Welcome to the Dollhouse

By Harrison Pierce

Originally published on Advocate.com March 06 2009 12:00 AM ET

Actress Eliza Dushku
began her career working opposite acting heavyweight Robert De
Niro in
This Boy's Life

and heavyweight action star Arnold Schwarzenegger in
True Lies.

Since then she's built an impressive (and seriously fit) body
of work playing some badass chicks with an irresistible
combination of Schwarzenegger-ian physicality and De Niro-ian
thoughtfulness. Among her better-known tough-girl turns are
reluctant cheerleader Missy in gay favorite
Bring It On

and vampire slayer Faith in Joss Whedon's beloved series
Angel

and
Buffy the Vampire Slayer.

Dushku recently
reteamed with Whedon for the entertaining and provocative new
action/sci-fi series
Dollhouse,

in which she plays Echo, a young woman working as an operative
for a mysterious outfit known as the Dollhouse. In each episode
Echo is imprinted with a different personality and skill set to
match the requirements of the agency's high-paying clients.
It's a clever scenario with obvious parallels to the acting
world Dushku's inhabited since the age of 10, and it's
a kick watching her strut her stuff each week as anyone from a
human hunting target to a backup singer for a
Beyoncé-like pop star. In addition, the actress has
assumed a new kind of persona behind the scenes: She's
coproducing the show with Whedon.

Advocate.com recently
had the chance to chat with this self-proclaimed "worker
bee" about her dual role as actress and producer on
Dollhouse,

the politics of her former costar turned Governator Arnold
Schwarzenegger, and her take on whether
Bring It On

's Missy did, perhaps, speak a little "dykeadelic."

Advocate.com:So, Eliza, what's been your favorite Echo imprint to play
thus far?
Eliza Dushku:

Oh, my gosh, I think we've done 38 of them in these first 13
episodes. There have been so many! Episode 6 is a particularly
exciting one, in which I get to make contact with [actor]
Tahmoh Penikett's character, Agent Paul Ballard. The imprint
they send me to meet him in is this fierce, hyperintelligent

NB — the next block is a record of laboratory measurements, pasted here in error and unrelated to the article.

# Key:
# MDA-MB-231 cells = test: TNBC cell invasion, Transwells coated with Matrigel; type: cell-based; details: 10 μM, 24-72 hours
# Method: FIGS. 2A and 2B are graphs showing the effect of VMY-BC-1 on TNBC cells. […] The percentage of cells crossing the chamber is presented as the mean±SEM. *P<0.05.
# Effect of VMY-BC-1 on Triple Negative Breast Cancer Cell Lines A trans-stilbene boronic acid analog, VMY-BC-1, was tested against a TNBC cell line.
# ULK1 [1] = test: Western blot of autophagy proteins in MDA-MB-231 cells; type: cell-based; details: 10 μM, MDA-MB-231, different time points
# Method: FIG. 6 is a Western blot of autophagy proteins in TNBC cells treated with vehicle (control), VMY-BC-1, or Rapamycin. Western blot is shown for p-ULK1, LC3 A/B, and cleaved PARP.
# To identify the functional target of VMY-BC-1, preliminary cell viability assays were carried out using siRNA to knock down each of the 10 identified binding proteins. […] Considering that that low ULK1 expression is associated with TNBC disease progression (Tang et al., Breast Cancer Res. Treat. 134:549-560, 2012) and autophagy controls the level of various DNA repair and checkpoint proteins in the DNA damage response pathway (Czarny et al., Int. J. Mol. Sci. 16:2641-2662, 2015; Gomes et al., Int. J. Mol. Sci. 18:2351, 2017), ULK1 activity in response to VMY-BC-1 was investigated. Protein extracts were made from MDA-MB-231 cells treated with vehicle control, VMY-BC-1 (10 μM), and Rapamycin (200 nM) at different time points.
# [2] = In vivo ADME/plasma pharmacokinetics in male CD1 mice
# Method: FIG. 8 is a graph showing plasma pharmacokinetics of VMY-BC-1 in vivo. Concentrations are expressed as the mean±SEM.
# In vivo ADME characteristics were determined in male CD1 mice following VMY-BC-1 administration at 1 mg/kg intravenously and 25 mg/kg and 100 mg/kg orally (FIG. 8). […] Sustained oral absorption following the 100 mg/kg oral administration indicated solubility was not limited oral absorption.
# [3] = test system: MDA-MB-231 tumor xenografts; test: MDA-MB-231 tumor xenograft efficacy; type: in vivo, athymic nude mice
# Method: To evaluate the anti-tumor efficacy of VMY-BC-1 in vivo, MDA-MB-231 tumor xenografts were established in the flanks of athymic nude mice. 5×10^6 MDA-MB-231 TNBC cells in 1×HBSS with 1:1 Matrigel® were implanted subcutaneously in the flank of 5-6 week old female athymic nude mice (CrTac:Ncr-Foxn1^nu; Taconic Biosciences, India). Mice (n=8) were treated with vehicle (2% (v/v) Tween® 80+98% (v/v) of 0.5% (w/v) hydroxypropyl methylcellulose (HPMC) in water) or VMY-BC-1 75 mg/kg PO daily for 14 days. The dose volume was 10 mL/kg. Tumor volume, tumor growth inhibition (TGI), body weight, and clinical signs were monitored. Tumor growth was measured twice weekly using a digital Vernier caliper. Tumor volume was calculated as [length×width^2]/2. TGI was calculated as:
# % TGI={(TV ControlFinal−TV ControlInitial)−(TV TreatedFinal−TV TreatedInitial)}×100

assassin. There's also an episode on the complete opposite side
of the spectrum where I play this blind cultist that's sent
into a Waco-style compound -- they imprint cameras into my
eyeballs and send me in as a blind woman. The character is such
a pure, true believer in this cult, and the role is so far from
anything I've ever played.

What's harder to play: Echo imprinted or Echo as a blank
slate?

Obviously, when you play an imprint, it already has all these
feelings and choices and memories, so you know what you're
doing -- even if some can be more challenging than others. But
it's absolutely been difficult creating Echo, who starts out as
this sort of 6-year-old -- this young woman in a childlike,
optimistic blank state. But the coolest part is, from episode 2
on, Echo's self-awareness is, like, slowly and in little
pieces, coming out. She's actually pretty complicated and
pretty fascinating and pretty badass.

Think she'll ever inhabit a gay persona?

Absolutely. We had one script that didn't quite make it this
round -- it wasn't quite what Fox wanted for the first six
episodes. It wasn't the issue itself that was the problem --
the script just didn't quite fit. But if you know Josh and my
own feelings on this issue -- it's part of our society, our
culture, our lives, and it's so relevant, so we hope to tell
that story in the next thirteen.

DOLL House Eliza Dushku GROUP X390 (FOX) | ADVOCATE.COM

In Greek mythology Echo is a nymph cursed to repeat what
others say, which makes her a little bit like an actress stuck
with a script she didn't write. How has producing the show
given you more of a voice in terms of shaping your
character?

First and foremost, Joss and I came up with this idea together
-- but I have to be realistic and say he is absolutely the
genius behind many of the finer details of the project as a
whole. But the show's a little biographical and makes strong
parallels with my life. As producer, I'm involved in the sense
that Joss and I talk almost every day -- ever since we had our
four-hour lunch [to develop the concept] and the following week
when he sent me the pitch before taking it to Fox. I sort of
live my life and articulate my struggles and my fears and my
thoughts with Joss and he listens to me and we have this
friendship. We also have a very like-minded view of what those
stories translate into and what they're saying about who we are